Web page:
District No. 1, to Alexander McClean, lay closest to the Ohio boundary. District No. 2, to Daniel Leet with Nathaniel Breading. District No. 3, was divided among Nathaniel Breading, Win. Alexander, Samuel Nicholson, Ephriam Douglass and Samuel Jones. District No. 4, to Col. James Cunningham. District No. 5, to Col. Joshua Elder and John Morris.

By 29 August 1785 the Surveyor General reported to the Supreme Executive Council that almost 140 land surveys of appropriated land had been received by his office. In September 1785 the Council first ordered 100 lots sold in District No. 2, and two months later, ordered the sale of another 43 lots. The land sold amounted to 38,202 acres for the sum of £13,985, 14 shillings or an average of a little over 8 shillings and 5 pence per acre.

In December, District 3 lands, totaling 31,883 acres were sold for £4,402, 17 shillings, 3 pence averaging 2 shillings, 6½ pence per acre. Another sale of 27 lots was sold in Leet's District in March 1787 averaging only £5, 8 shillings, 4 pence per 100 acres. No other sales occurred until after the Act of 3 April 1792 when the Depreciation Lands were taken up by warrant and survey. Although lands were later sold, Daniel Agnew questions on what grounds the officers of the Land Office considered the office open for sale and settlement. It was not until the Act of 22 March 1813 (6 Sm.L. 54) that these titles came under the express legislation. Agnew believes that the surveys of the Depreciation Lands were well made and they were partly adapted in locations made under the Act of 3 April 1792.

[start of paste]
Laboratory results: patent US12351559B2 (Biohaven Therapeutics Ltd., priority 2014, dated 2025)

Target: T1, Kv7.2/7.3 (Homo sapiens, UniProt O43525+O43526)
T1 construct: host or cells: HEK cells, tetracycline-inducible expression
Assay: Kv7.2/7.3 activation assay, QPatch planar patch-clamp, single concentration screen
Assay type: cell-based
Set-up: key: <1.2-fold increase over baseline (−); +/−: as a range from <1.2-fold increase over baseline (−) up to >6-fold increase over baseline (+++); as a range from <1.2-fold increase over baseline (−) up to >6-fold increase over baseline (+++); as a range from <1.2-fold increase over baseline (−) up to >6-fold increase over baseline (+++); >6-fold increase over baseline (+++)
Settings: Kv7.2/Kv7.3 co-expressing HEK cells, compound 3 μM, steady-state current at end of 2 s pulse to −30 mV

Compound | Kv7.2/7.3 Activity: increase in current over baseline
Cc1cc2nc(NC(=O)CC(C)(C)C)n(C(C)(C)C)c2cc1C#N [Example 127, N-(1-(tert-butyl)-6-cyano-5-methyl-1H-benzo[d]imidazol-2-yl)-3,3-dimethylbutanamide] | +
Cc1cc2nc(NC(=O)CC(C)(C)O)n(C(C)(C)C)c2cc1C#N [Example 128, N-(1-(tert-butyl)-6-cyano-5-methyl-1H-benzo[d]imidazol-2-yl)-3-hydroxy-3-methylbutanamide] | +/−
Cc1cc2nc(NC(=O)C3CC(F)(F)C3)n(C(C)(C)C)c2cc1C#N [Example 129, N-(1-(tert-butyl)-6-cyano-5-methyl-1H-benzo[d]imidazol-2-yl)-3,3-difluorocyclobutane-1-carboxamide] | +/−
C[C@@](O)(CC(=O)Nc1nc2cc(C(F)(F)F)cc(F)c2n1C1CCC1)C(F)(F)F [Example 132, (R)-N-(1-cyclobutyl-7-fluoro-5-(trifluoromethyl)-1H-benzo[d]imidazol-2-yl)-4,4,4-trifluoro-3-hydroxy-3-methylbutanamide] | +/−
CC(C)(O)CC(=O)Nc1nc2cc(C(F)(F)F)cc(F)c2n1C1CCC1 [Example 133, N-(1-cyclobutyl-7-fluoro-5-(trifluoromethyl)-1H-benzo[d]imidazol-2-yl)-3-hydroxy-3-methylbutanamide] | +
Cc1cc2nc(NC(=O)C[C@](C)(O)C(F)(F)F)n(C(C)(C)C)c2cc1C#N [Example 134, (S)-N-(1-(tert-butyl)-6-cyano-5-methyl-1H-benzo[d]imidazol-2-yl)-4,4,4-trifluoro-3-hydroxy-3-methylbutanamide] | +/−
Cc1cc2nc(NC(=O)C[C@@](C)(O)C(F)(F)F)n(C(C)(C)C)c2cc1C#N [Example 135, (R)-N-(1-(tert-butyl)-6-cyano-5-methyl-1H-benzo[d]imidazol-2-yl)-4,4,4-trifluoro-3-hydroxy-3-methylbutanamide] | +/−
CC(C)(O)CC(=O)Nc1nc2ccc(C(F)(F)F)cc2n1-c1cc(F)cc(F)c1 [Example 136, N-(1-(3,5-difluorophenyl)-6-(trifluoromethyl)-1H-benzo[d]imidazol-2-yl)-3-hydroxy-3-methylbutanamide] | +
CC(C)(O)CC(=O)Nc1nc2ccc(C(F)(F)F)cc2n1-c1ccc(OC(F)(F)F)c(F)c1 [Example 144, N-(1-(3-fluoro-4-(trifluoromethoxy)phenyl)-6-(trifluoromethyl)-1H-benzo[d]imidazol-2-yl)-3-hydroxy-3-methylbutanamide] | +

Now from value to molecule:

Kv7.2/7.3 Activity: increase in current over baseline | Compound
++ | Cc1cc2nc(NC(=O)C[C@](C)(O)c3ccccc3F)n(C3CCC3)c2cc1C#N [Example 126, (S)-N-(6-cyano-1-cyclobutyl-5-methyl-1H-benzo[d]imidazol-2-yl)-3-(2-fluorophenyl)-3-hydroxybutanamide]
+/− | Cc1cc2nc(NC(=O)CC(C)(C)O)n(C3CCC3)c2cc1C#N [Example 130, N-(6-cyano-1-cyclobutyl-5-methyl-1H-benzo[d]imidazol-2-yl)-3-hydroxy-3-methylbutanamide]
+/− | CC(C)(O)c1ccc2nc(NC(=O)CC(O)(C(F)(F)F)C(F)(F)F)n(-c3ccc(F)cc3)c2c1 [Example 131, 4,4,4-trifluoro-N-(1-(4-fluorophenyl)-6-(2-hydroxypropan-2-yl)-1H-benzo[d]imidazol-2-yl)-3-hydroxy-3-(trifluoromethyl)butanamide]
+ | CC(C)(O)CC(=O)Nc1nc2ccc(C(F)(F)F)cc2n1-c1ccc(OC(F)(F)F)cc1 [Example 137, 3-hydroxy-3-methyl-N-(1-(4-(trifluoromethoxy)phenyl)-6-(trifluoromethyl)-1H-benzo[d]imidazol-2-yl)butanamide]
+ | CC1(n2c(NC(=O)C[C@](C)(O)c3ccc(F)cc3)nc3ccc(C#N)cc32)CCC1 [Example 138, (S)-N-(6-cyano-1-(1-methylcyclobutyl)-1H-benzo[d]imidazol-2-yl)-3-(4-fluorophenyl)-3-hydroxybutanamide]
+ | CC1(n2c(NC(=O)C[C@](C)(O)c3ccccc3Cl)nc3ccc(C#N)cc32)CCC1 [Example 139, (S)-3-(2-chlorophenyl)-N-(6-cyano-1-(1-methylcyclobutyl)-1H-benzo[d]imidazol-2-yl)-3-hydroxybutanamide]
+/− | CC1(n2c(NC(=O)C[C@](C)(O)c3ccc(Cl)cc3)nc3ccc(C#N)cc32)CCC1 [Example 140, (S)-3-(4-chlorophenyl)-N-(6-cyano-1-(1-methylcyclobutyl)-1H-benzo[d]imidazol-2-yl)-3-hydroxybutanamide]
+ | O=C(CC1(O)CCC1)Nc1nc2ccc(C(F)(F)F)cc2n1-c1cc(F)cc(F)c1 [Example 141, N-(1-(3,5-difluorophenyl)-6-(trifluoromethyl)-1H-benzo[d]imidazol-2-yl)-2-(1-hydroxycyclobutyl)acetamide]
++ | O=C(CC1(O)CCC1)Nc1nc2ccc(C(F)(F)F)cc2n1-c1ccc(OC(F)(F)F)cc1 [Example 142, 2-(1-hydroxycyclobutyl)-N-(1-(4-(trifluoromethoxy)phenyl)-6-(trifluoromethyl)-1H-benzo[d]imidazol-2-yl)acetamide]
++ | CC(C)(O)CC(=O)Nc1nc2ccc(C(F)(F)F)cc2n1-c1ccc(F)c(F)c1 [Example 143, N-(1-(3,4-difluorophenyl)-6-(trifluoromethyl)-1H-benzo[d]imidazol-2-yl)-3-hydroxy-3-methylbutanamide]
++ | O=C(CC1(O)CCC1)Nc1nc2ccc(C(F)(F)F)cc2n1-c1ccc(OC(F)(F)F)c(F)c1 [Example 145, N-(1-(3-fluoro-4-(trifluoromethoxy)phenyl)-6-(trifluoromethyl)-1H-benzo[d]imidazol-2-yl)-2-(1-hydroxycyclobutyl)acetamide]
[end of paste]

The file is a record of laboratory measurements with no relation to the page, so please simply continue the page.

Partial adoption of the lines of the Depreciation surveys was decided in McRhea v. Plummer, 1 Binn. 227 (1807), while the effect of the Depreciation District lines was discussed by Justice Huston in Evans vs Beatty, 1 Penrose & Watts 489 (1829).

By section 5 of the Act of 13 March 1783 (2 Sm.L. 62) the Assembly set aside a tract of land known as Donation Lands:

"Beginning at the mouth of the Mogulbughtition (Mahoning) Creek; thence up the Allegheny River to the mouth of the Cagnawaga (Conewage) Creek; thence due north to the northern boundary of the state; thence west by said boundary to the northwest corner of the state; thence south by the western boundary of the state to the northwest corner of lands appropriated by this act for discharging the certificates of depreciation given to the soldiers under the Act of 18 December 1780; thence by same line east to the place of beginning; which said tract of country shall be reserved and set apart for the only and sole use of fulfilling and carrying into execution the said resolve.

By the Act of 24 March 1785 (2 Sm.L. 290) the distribution of Donation Lands were of four classes of 500, 300, 250 and 200 acres. Officers and enlisted men were assigned within a class and then (by section 13) each person was permitted to draw from a lottery between 200 and 2000 acres in lots depending upon one's rank.

Deputy surveyors were required to take an oath not to select the best lands or to favor some classes to the detriment of others. The surveyors, however, failed to carry out instructions in performing these surveys. According to Agnew, the east to west lines were not adequately drawn so that those corners of the tracts were not opposite to each other thereby forming irregular figures rather than rectangular parallelograms. The surveyor was also required to mark the northwest corner with the number of the lot. This "numbered corner" or "earmark" controlled all other matters of description and was given in the patent. The "numbered corner" was later described by Chief Justice Gibson as having "acquired much of the inviolability of a mile of property, Smith v. Moore, 5 Rawle 348, at 353 (1835)."